At the SAJM on Monday 9 September, a captivated audience was treated to a delightful talk by actor and comedian Shane Baker, who has been described by the New York Times as “one of the most prominent proponents of Yiddish theater, language and culture in New York.”
The subject of his talk was the life and times of Mina Bern, who was the last working star of the Interwar European Yiddish stage when she passed away in New York 2010. An indomitable spirit, she played on stages from the kleynkunst revue and cabaret stages of Lodz to the Soviet field hospitals of World War II. Later, she performed in the fledgling state of Israel, then branched out to Broadway and Woody Allen films. Thanks to her performing talent and larger than life personality, Mina served as mentor to many young theatre professionals, including Shane, leaving a legacy still to be felt in the Yiddish theatre today.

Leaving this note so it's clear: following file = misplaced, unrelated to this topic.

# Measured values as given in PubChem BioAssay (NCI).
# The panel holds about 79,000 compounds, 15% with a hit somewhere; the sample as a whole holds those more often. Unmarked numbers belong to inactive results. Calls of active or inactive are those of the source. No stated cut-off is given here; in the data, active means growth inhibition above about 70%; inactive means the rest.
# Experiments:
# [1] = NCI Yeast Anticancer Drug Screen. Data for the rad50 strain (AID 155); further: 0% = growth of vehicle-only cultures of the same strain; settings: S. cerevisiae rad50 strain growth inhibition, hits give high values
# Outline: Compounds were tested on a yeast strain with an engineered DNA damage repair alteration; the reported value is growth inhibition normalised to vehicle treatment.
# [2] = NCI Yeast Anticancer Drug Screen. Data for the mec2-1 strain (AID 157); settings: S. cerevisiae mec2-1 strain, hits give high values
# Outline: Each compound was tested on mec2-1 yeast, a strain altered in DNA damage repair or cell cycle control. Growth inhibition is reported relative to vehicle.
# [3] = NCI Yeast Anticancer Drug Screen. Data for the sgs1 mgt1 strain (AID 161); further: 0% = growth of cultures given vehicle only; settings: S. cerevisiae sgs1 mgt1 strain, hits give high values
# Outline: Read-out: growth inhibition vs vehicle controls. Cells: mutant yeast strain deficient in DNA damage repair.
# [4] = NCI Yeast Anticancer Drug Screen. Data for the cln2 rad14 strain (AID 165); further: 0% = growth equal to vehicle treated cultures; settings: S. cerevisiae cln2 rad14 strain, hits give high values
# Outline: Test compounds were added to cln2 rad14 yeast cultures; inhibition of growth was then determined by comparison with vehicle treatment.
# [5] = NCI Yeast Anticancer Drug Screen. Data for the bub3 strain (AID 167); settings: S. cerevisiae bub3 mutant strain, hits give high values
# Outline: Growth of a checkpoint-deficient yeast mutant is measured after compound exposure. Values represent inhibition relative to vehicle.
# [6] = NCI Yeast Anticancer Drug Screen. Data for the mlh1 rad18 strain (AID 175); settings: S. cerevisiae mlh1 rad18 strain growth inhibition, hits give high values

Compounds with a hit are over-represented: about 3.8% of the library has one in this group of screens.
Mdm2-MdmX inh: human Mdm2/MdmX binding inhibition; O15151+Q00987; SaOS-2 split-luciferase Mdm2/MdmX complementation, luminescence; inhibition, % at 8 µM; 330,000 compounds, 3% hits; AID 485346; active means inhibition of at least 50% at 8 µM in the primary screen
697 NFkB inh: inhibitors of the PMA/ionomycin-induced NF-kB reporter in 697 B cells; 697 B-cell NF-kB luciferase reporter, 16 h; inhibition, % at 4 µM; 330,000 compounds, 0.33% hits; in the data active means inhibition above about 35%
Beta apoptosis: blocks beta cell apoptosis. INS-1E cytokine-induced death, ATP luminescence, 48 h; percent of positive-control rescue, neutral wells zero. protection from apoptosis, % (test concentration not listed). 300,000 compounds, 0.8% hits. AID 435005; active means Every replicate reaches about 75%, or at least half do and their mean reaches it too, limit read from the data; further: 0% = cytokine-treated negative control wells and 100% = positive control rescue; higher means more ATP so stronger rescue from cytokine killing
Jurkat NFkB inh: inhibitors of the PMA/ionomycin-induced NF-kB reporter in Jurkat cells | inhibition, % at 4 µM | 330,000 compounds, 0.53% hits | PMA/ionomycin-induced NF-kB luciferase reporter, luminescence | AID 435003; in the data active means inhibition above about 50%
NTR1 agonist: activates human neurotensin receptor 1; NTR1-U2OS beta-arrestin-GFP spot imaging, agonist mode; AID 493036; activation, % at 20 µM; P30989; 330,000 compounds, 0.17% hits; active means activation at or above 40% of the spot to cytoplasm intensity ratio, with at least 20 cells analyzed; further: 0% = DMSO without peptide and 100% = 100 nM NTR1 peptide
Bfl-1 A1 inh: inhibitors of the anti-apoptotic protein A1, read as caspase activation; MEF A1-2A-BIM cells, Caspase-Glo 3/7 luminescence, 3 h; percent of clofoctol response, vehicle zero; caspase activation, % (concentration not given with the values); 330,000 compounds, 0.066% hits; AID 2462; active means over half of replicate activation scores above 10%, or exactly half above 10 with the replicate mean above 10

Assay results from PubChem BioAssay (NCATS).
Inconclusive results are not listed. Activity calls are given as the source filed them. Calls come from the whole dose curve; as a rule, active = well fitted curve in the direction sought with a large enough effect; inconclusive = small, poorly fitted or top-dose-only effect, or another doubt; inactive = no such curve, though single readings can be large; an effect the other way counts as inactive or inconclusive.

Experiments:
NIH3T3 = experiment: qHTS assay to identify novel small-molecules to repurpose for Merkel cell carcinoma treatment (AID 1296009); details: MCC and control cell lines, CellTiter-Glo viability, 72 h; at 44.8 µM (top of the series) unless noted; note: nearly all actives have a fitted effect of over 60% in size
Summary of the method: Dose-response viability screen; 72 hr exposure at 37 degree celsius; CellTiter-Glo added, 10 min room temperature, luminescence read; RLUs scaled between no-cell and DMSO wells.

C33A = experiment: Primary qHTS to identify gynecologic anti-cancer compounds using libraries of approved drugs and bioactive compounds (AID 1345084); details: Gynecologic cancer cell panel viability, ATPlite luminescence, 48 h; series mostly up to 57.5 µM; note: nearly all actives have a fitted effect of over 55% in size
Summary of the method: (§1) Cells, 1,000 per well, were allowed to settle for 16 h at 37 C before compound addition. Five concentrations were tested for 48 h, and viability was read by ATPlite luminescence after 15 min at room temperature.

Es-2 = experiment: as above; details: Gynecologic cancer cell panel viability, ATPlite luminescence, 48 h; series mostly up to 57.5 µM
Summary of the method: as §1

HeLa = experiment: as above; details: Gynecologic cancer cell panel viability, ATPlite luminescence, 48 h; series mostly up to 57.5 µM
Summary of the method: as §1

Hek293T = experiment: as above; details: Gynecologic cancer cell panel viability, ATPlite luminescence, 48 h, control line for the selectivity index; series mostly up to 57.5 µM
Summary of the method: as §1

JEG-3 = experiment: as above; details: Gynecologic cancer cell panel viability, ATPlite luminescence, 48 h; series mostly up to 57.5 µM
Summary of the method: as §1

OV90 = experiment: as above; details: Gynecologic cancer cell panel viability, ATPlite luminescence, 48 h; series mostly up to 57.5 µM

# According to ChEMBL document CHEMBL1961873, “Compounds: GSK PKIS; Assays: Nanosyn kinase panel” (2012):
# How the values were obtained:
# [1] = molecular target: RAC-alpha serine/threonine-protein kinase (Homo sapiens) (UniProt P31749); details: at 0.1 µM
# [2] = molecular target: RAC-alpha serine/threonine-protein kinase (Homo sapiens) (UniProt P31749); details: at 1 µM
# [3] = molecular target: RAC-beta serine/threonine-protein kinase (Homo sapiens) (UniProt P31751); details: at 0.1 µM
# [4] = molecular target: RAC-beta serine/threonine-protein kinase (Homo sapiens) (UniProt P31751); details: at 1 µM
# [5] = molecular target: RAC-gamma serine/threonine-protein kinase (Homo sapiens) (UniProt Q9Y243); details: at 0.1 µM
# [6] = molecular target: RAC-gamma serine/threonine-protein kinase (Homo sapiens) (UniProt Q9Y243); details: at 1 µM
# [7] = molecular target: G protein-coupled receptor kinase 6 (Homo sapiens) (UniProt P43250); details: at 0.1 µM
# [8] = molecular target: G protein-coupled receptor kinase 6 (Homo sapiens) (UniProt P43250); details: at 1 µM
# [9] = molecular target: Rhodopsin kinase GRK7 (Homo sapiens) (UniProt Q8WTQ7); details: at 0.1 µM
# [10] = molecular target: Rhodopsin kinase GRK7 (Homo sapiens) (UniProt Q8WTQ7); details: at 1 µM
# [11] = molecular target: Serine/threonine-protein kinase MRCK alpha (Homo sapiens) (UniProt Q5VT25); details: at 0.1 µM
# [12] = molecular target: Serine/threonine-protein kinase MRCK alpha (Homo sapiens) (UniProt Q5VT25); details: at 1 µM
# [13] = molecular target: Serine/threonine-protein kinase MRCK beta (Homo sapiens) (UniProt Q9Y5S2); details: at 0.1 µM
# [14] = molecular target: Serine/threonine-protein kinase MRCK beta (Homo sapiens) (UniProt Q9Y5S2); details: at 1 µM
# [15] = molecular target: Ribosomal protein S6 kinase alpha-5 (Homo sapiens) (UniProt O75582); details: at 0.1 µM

Seeing Mina perform inspired Shane to learn the Yiddish language, leading him to enter the world of Yiddish culture and theatre. His friendship with Mina flourished over many years and brought them both much joy. Through a series of engaging anecdotes, Shane shared the story of this unique friendship against the backdrop of Yiddish theatre in New York in the late 20th century.
His laugh-out-loud sense of humour and impressive command of the Yiddish language utterly charmed the audience, bringing alive a culture and time that many fear will soon be lost.
To download a PDF of the Chronicle for October, click here
To read the editor’s column this month, titled ‘Why we need more difficult females’ click here
To read the most read story online in September, click here